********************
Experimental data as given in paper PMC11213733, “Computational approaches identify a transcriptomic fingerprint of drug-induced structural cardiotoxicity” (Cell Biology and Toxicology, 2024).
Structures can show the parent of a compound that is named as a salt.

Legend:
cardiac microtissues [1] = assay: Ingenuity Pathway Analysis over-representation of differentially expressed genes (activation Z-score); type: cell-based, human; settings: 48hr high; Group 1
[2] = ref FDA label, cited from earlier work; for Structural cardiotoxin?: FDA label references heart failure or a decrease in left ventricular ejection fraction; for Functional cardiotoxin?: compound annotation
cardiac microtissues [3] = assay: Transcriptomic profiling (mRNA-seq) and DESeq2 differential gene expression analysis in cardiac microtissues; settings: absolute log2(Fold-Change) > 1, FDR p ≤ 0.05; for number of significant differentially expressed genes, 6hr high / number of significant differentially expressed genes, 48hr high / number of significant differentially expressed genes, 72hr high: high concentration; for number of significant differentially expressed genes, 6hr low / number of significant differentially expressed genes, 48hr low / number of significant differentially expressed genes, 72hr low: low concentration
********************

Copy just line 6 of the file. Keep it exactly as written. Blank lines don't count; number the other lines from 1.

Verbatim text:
cardiac microtissues [3] = assay: Transcriptomic profiling (mRNA-seq) and DESeq2 differential gene expression analysis in cardiac microtissues; settings: absolute log2(Fold-Change) > 1, FDR p ≤ 0.05; for number of significant differentially expressed genes, 6hr high / number of significant differentially expressed genes, 48hr high / number of significant differentially expressed genes, 72hr high: high concentration; for number of significant differentially expressed genes, 6hr low / number of significant differentially expressed genes, 48hr low / number of significant differentially expressed genes, 72hr low: low concentration